Uncanny. That’s about the only word that can describe Steven Spielberg’s instincts when it comes to film-making. Sure he’s stumbled here and there, but there’s something about his films that you can’t deny. Spielberg films look the way movies should look. They feel the way movies should feel. They might scare the pants off you, bring you to tears, or crush you with a wave of nostalgia, but one thing’s for sure, you will remember that film. Because Spielberg, despite possessing some of the best commercial instincts of anybody in Hollywood, makes films that aren’t quite like anybody else’s.
Well, until now, I guess. With Super 8, J.J. Abrams does his best Spielberg impression (with the man’s blessing, of course [he serves as Executive Producer]), and for the most part it’s, yeah, uncanny. The story concerns a group of Ohio adolescents with a penchant for making movies. One night while filming at a train station, they are witness to the derailment of a train with some mysterious cargo, cargo that they may have inadvertently captured on film. From there the military shows up and starts sweeping the town, the power goes out in patches, and pets and townspeople start to disappear. Then things start to get weird.
The film is a throwback to Spielberg’s Amblin output, a period in film Abrams is clearly familiar with, as what he’s created is a stunning re-creation. The cinematography does a lot of the work, lending a majestic air to every corner of late 70′s suburbia on display. Shots of watertowers, chain-link fences, and mill-workers are filmed with a grace not seen often enough, and as a result, every frame winds up as a thing of beauty.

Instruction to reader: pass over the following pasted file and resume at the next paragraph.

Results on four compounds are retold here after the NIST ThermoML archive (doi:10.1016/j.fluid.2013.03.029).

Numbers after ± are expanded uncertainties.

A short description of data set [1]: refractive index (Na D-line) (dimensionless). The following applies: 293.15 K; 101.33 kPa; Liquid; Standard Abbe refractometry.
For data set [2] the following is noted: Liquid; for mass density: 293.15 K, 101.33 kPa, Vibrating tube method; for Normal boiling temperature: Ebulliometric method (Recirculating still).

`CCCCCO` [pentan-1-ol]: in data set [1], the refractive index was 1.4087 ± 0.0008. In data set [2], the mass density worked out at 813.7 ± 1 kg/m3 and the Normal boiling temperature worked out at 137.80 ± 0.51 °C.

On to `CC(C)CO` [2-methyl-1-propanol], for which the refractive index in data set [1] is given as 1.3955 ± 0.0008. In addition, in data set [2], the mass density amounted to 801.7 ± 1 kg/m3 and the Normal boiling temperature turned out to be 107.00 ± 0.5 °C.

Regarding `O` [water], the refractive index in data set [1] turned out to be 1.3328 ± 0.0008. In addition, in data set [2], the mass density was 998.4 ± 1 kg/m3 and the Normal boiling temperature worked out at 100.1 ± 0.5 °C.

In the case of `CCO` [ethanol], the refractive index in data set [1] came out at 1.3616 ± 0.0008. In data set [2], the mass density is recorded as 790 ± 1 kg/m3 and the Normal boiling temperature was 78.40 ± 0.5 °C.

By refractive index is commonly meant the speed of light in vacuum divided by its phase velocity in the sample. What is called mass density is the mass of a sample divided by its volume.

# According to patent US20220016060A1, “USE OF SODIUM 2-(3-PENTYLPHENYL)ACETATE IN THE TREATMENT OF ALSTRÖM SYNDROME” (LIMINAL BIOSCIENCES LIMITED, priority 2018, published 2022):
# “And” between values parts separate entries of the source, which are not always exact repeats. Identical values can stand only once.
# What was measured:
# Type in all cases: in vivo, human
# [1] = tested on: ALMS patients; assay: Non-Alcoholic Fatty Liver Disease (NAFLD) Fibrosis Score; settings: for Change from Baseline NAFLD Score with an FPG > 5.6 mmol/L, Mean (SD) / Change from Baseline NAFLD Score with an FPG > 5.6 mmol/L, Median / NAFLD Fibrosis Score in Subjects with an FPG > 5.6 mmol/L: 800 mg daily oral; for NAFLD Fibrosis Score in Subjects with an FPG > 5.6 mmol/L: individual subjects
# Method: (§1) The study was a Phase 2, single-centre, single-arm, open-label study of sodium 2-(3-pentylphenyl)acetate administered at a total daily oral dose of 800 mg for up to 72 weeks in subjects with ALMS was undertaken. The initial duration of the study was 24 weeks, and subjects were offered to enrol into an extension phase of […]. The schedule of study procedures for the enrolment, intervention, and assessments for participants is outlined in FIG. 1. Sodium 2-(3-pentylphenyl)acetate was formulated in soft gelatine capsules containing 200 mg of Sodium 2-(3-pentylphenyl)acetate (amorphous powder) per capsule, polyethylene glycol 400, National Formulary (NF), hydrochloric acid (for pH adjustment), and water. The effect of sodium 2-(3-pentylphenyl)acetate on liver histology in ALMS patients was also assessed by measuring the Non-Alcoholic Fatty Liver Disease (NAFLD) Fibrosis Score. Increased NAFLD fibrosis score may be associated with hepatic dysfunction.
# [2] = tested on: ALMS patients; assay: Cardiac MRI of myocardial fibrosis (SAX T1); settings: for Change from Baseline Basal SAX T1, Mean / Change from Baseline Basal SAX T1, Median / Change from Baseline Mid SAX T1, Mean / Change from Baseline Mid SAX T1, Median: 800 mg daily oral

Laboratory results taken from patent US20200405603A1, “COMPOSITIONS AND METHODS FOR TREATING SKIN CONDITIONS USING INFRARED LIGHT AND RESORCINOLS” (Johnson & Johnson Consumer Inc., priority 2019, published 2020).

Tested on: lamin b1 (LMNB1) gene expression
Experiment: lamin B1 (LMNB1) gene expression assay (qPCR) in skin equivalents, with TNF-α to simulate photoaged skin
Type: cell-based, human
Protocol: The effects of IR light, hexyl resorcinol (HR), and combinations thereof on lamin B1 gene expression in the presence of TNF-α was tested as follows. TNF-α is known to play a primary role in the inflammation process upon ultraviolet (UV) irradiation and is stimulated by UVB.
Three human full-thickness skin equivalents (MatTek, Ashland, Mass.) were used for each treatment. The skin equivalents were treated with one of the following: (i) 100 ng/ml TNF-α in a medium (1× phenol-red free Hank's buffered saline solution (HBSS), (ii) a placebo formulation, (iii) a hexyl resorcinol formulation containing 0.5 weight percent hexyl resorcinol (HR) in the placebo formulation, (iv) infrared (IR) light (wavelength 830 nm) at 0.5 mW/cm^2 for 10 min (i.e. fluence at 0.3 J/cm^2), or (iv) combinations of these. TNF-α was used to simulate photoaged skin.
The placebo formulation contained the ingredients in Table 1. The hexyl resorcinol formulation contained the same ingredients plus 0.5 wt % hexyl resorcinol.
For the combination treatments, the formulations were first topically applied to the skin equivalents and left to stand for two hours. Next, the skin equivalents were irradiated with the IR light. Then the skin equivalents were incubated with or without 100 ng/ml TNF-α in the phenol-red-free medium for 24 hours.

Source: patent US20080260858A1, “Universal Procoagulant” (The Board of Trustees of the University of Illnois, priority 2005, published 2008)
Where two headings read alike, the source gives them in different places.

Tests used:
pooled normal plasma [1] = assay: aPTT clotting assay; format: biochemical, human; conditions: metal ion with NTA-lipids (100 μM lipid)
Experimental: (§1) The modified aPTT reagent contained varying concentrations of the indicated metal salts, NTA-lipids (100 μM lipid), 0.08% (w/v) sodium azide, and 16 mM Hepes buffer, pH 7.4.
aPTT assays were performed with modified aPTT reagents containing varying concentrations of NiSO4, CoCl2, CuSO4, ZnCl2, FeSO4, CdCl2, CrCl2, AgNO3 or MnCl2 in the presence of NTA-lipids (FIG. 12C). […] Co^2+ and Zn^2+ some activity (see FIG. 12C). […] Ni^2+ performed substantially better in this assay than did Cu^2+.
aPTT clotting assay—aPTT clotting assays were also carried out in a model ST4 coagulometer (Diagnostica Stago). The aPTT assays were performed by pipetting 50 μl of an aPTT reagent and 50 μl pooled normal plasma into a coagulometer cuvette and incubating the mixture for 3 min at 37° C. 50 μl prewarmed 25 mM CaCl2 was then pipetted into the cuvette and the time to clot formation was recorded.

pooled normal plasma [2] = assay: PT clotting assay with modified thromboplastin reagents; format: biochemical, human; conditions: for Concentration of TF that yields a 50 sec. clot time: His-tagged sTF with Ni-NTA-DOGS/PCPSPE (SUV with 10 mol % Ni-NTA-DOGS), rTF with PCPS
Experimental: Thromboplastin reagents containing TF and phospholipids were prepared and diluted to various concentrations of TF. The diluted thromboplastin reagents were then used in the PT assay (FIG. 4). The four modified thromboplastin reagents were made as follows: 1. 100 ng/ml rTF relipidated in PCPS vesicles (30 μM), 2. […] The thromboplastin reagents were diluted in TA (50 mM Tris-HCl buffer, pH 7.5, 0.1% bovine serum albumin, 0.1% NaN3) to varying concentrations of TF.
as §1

But for as much credit as is due to the cinematography, the real champions are the kids comprising the principle cast. Possessing a natural and unforced chemistry, they lend the movie a lived-in quality that was imperative to the film’s success. These kids aren’t bundles of quirks or balls of energy, they are kids and they act like it, and when they are ultimately confronted with danger, they react like kids would likely act. In that, Abrams perfectly captures the spirit of a Spielberg film.
The movie is not without its problems, though. Abrams, despite expertly crafting a sense of magic in the beginning, has trouble maintaining it, and as a result, the movie kind of falls apart in the third act. Actually, it doesn’t fall apart, so much as change. By the climax of the film, we have stepped away from Spielberg, and moved more towards Cloverfield. But that’s only a mild disappointment, given the unchecked awesomeness of the first two acts.
So what we are left with is an astonishing film with some third act problems that are easy to ignore. Because what we really have here is a bravura piece of film-making. One that dared to pick up Spielberg’s mantle, and didn’t wind up a total catastophe. A film that deals simultaneously with monsters and the difficulties of parenthood, and that treats both with necessary reverence. A film that looks up with awe, while also trying to figure out exactly how things work down here.
Posted under Kyle's Adventures in Pop Culture
This post was written by Kyle on June 13, 2011